Cervical mucus changes consistency from day-to-day, depending on where we are in our cycles. Right after menstruation the secretions will be dry, or non-existent. As the vaginal canal preps for incoming sperm though, cervical mucus becomes thinner and more slippery. (Post ovulation cervical mucus is creamy.) During ovulation, these secretions resemble raw egg white and stretch more than an inch between fingertips. This stage can last around 5 days for young women, but decrease to 1-2 days as we age. This cervical mucus change is one of the most accurate signs of ovulation.
# 5 Nausea and Headaches
While not every woman has these symptoms, occasionally you can have headaches or nausea during ovulation. These are due to the sharp and rapid changes in your sex hormones. For women with good hormonal balance, these unpleasant symptoms aren’t as likely.
# 6 Libido Changes
Since the body is telling your brain that it’s time to make a baby, some women experience an increase in sex drive. The high levels of estrogen and testosterone tell your body you’re fertile and you may almost have a primal instinct to procreate! (p.s. it sometimes continues through pregnancy). Some women also have more energy to go along with their increased sex drive. So go with it, and have some fun! (BTW, this is usually the partner’s favorite of all the signs of ovulation.)
# 7 Cervix Position Changes
Like cervical mucus changes, this is another sign of ovulation that all women will experience. Normally the cervix will be lower in the vaginal canal, feel more closed, and hard like the tip of your nose. During ovulation, however, the cervix ripens and becomes higher, softer and more open. It will instead feel like your earlobe or lips.
To check, position yourself as if you were going to insert a tampon, and then reach a pair of CLEAN fingers inside. It helps to check a few times throughout the month when you know that ovulation isn’t a possibility, so it’s easier to feel the difference.
# 8 Bloating
The rise in estrogen during ovulation can cause water retention in the body. As a result, some women experience abdominal bloating and even swelling in fingers or feet as one of the signs of ovulation. If the reactions are severe or painful though, then be sure to check in with a health professional, as this could indicate something more serious.
# 9 Sensitive Breasts
Some women joke that they know when it’s going to rain because their breasts hurt. Even if they aren’t sensitive to changes in the weather, breasts are in fact sensitive to hormonal changes in the body.
Mammary cells and alveoli multiply in the breast tissue to prepare for a potential pregnancy during ovulation. These changes cause some women to experience soreness or tenderness in the breast tissue during ovulation. If fertilization is successful, then the tenderness can continue since the breasts further their lactating prep.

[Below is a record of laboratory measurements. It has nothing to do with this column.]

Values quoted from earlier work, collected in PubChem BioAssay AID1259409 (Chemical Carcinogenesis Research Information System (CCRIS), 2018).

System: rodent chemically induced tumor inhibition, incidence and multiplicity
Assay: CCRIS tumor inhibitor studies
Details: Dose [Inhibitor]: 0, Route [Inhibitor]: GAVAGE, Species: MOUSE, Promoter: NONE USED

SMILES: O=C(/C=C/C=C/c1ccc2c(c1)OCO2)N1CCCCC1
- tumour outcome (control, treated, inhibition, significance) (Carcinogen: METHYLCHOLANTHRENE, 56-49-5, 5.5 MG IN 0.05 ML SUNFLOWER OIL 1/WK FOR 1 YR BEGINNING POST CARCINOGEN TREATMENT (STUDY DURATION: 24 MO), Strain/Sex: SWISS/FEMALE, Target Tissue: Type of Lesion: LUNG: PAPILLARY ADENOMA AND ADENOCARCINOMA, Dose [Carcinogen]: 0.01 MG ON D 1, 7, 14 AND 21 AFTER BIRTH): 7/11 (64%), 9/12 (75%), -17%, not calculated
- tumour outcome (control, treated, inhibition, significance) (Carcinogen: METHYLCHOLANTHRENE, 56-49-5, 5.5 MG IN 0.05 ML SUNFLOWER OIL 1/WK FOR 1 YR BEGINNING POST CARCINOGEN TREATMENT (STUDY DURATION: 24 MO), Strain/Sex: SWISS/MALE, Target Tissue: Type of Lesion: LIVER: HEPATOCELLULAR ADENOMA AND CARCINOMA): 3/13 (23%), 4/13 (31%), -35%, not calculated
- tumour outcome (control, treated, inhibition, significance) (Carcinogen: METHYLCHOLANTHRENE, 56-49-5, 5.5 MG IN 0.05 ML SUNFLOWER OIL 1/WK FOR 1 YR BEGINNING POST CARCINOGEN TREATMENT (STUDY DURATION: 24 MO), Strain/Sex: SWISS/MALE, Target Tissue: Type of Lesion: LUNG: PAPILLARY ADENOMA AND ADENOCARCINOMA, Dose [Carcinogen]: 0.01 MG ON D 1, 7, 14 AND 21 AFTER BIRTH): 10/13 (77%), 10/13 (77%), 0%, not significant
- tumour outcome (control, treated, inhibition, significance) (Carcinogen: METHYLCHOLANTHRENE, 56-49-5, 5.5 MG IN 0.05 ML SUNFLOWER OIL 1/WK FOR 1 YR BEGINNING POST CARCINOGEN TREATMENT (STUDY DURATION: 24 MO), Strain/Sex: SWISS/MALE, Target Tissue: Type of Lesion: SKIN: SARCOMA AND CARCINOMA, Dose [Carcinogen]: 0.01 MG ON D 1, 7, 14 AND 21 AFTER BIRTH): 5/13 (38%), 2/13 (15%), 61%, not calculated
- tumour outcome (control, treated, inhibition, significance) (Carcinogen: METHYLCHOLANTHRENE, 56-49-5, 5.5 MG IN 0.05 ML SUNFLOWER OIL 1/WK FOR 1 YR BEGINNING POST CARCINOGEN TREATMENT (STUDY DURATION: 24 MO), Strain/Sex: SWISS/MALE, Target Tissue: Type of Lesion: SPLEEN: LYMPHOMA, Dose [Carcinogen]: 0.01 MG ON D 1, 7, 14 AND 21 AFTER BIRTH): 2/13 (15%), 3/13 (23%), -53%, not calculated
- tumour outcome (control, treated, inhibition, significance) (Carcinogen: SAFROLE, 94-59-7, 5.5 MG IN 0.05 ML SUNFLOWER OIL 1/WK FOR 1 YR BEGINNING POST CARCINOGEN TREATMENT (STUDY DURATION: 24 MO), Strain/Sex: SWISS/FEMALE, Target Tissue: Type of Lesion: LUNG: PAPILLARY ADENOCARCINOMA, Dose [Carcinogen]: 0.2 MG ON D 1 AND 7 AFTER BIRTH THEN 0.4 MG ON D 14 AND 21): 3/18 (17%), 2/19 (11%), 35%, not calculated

Do Breasts Hurt Before or After Ovulation?
Even if you don’t get pregnant, sore breasts can also happen during the week or two leading up to your period as a PMS symptom. Or it can be an early sign of pregnancy. So, while sore or tender breasts can occur during ovulation, it’s not a sure fire indicator that you’re ovulating, since it could be due to other hormone changes.
Can you Ovulate Early in a Cycle?
When does a woman ovulate? Since each woman is different, cycle times fluctuate not just from woman to woman, but month to month. Ovulation typically occurs around day 14 of the menstrual cycle, and ovulating a bit before that 14 day mark can be totally normal. However, there may be a concern if it occurs on day 11 or earlier. Ovulating too early can result in several things:
- Cervical fluid may not be slippery enough to move the sperm up for fertilization
- The follicle isn’t mature enough to be fertilized
- The endometrial lining may not be able to sustain a fertilized egg
It’s suspected that smoking, heavy drinking, and stress are the main culprits behind ovulating too early. Fortunately, these are issues that can be remedied.
What are the Symptoms After Ovulation?
If fertilization was successful, then you will begin to feel the symptoms of pregnancy about a week after ovulation at the earliest. Thanks to increasing hormone levels, your uterine lining continues to thicken for your implanted egg.
If ovulation didn’t result in a pregnancy this time, then the egg disintegrates and is absorbed back into the body within 48 hours. The uterine lining is then shed about 2 weeks later during your menstrual period.
Signs of Ovulation Bottom Line
- Cervical mucus and position changes, and basal body temperature changes are symptoms of ovulation experienced by all women.
- You may or may not have other signs of ovulation, like breast tenderness or spotting.
- Monitoring your body and tracking your ovulation with the help of an ovulation calculator is the easiest way to see when you’re at peak fertility.
What About You?
Have you experienced some of these signs of ovulation before? What tricks have you relied on to track your ovulation?